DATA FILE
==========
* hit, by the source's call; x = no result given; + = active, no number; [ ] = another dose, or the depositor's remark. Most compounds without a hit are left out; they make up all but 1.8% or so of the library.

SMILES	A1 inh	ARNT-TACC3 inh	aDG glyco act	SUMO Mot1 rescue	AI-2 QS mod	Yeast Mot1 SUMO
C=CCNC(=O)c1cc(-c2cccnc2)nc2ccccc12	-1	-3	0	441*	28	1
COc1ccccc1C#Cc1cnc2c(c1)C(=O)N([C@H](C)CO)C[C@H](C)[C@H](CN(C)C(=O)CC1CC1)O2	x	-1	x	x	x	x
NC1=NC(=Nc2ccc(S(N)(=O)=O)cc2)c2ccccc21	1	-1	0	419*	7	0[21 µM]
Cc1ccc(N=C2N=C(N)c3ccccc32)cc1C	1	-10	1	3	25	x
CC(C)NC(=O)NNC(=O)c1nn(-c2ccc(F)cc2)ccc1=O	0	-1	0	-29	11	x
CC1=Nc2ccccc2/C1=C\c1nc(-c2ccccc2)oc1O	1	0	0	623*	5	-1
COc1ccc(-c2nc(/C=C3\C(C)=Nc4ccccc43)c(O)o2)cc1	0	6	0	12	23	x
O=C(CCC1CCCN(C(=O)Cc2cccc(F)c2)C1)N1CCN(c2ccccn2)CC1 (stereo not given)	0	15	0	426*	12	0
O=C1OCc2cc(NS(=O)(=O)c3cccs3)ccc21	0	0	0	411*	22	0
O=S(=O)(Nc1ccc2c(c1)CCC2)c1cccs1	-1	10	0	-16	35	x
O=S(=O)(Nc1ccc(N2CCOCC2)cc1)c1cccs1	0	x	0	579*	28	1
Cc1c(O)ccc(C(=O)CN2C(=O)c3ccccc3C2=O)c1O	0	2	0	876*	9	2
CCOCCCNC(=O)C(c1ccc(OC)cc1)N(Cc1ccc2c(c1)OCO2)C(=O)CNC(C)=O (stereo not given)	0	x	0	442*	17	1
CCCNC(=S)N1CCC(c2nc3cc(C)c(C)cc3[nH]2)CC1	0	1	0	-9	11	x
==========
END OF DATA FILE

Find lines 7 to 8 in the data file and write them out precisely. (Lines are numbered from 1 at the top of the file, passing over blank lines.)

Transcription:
CC(C)NC(=O)NNC(=O)c1nn(-c2ccc(F)cc2)ccc1=O	0	-1	0	-29	11	x
CC1=Nc2ccccc2/C1=C\c1nc(-c2ccccc2)oc1O	1	0	0	623*	5	-1